Return to Bylaw Blog

Sorting Through Creighton’s Waivers and Scholarships

Creighton’s men’s basketball team got a boost today with the news that Grant Gibbs received a sixth-year clock extension waiver from the NCAA. Back in late April I was pretty bearish on the chances of success for Gibbs and Creighton. But this one line from Creighton head coach Greg McDermott might hold part of the answer of how Gibbs bucked some long odds:

McDermott said Gonzaga coach Mark Few was instrumental throughout the process in helping Gibbs receive the extra year.

Gonzaga was always going to have to be involved with Gibbs needing his freshman year to be a medically necessary redshirt. But Gonzaga could have also helped with his transfer year. I doubt the NCAA would approve a waiver that sets a precedent where a transfer can establish the year in residence as one of his two years toward a clock extension waiver by getting surgery after the fact.

So it would have been very helpful to Creighton if Gonzaga’s records showed that Gibbs was already injured and would likely have missed the season had he not transferred. What the NCAA might be ruling here is that the injury meant 2010–11 was a denied participation opportunity and Gibbs’s decision to transfer does not bring it within his control.

Bringing Gibbs back into the fold created another headache for Creighton, which then had a scholarship crunch. The solution though seems pretty clever:

According to a Creighton spokesperson, Greg McDermott can receive 50 percent tuition remission for a family member to attend the school or be on the team as a walk-on. That means McDermott would have to pay an estimated $15,000 to $20,000 of the $30,000-$40,000 tuition at the school for All-American and player of the year candidate Doug McDermott to attend school next season.

It’s actually a bit trickier than that. At first glance, Creighton does not look to be able to use Greg McDermott’s tuition benefit to help cover Doug McDermott’s tuition. Employee dependent tuition benefits are considered institutional financial aid until an employee works for a school for five years. And in basketball, athletes who receive any form of institutional financial aid and who do not redshirt count against scholarship limits. So how can Greg McDermott use his tuition benefit? The most likely answer is in the first sentence of that bylaw:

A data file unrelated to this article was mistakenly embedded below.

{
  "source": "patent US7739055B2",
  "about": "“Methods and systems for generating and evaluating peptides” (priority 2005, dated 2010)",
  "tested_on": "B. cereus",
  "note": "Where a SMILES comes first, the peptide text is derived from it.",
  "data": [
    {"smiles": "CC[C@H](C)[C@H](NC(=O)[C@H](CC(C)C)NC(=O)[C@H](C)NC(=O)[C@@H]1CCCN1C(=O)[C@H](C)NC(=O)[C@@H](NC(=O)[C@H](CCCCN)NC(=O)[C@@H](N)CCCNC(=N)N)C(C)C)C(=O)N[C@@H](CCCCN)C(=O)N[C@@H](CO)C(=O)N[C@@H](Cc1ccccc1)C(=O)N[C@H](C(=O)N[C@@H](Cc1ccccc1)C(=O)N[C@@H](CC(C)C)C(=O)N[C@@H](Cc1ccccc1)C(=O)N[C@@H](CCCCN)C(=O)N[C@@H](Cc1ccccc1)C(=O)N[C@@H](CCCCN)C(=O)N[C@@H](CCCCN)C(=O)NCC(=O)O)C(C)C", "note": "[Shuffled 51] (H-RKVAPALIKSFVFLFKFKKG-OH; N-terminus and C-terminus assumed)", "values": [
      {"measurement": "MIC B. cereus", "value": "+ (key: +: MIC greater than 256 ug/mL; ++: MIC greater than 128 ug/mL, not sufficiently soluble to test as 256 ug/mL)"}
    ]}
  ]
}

In football or basketball, a student-athlete who was recruited (see Bylaw 15.02.8) by the awarding institution…

Recruited, according to Bylaw 15.02.8, means a prospective student-athlete had in-person, off-campus contact with a coaching staff member, came on an official visit, or received a written offer of financial aid. In between getting his release from Northern Iowa and starting at Creighton, it is possible that Doug McDermott neither took an official visit or had in-person contact with any coach but his father. And while Doug McDermott was on scholarship for two years, Creighton does not appear to have announced his signing. If the younger McDermott signed his scholarship after starting school, it would not change his unrecruited status.

If Doug McDermott is unrecruited, then he can receive his father’s tuition benefit and play this year without counting against the scholarship limits. So not only would a player of the year candidate be a walk-on, he would actually be formally classified as part of the lowliest category of walk-ons.

UPDATE: Looks like all that wrangling was for naught. Creighton announced that the McDermott’s will have to pay full tuition for Doug to be a walk-on. That means he likely was recruited, and Creighton could not find a way around Bylaw

Are you ready for the NEXT STEP!